What is a Colonoscopy?
A colonoscopy is a procedure where a physician uses a flexible, thin tube with a camera and light source to examine the inside of the rectum and colon.
Why is a Colonoscopy Done?
A colonoscopy can detect inflamed tissue, ulcers, and abnormal growths such as polyps and tumors. The procedure is now the gold standard and commonly used to detect or prevent individuals from getting colon cancer. Adults starting at age 45 years are strongly recommended to have a colonoscopy or some other test to screen for colon cancer. Individuals with a family history of colon cancer or other conditions such as inflammatory bowel disease are often advised to have a colonoscopy for cancer screening at an earlier age. It is also used to evaluate people with unexplained changes in bowel habits, diarrhea, constipation, abdominal pain, bleeding from the anus or rectum, and weight loss.
How does One Prepare for a Colonoscopy?
The colon must be completely clean to achieve accurate results from a colonoscopy. Patients will usually be given a special cleansing solution to drink before the exam, or may be asked to consume only a clear liquid diet with laxatives or enemas. Most medications can still be taken, although some such as aspirin or blood thinners may require special instructions. Your doctor will instruct you on how to prepare.
How is a Colonoscopy Performed?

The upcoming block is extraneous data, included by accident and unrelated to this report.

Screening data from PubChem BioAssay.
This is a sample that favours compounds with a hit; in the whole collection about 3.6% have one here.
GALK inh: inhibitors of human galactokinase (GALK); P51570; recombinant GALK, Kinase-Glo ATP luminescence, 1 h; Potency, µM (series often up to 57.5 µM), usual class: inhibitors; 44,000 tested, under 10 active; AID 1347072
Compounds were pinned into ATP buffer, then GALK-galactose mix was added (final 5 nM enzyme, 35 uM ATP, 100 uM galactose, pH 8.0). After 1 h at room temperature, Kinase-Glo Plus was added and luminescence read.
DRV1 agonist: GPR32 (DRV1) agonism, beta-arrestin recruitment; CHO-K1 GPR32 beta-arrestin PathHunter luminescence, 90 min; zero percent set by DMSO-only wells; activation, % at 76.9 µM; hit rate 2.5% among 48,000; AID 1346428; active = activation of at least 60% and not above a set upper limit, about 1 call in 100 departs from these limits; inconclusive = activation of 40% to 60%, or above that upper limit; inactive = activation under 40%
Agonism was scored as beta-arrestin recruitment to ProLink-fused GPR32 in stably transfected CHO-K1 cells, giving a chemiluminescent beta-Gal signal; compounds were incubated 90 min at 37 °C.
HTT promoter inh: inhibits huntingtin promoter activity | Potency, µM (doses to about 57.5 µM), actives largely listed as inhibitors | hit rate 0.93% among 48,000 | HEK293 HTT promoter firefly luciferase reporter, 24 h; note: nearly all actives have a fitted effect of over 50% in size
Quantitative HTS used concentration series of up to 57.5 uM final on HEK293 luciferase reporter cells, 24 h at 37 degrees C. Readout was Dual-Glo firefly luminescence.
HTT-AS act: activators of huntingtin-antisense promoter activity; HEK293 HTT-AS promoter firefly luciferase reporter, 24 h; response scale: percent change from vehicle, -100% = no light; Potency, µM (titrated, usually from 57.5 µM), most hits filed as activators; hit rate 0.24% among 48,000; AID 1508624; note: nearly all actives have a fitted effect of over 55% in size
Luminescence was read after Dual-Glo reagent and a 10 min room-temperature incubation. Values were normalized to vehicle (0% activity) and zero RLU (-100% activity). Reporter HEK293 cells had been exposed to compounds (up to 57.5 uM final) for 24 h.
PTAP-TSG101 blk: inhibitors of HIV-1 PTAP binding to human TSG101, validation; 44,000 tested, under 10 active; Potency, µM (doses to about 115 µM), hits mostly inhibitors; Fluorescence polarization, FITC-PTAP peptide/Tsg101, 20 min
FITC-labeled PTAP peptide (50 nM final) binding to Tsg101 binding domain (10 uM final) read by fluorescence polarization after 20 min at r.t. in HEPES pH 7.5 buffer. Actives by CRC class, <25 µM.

- You are given sedating (relaxing) medication through an IV line. You may be drowsy or completely asleep.
- The procedure takes 30 minutes or longer.
- The doctor performs a digital rectal exam to check for anal and rectal problems. The rectum is lubricated and the scope is inserted.
- The doctor can remove a small tissue sample (a biopsy) for testing. Small growths such as polyps may also be removed during a colonoscopy.
- If you are awake, you may feel as if you have to have a bowel movement. Also, you may feel a pressure as the colon is filled with air. It’s perfectly acceptable to pass gas during the procedure
What Happens After the Colonoscopy is Done?
- You may discuss the results with your doctor right away or at a future visit.
- Try to pass all the gas right after the test to help prevent bloating and cramping.
- After the test, you can go back to your normal eating and other activities
What are the Risks Associated with a Colonoscopy?
- A puncture or tear in the colon.
- Risks of anesthesia.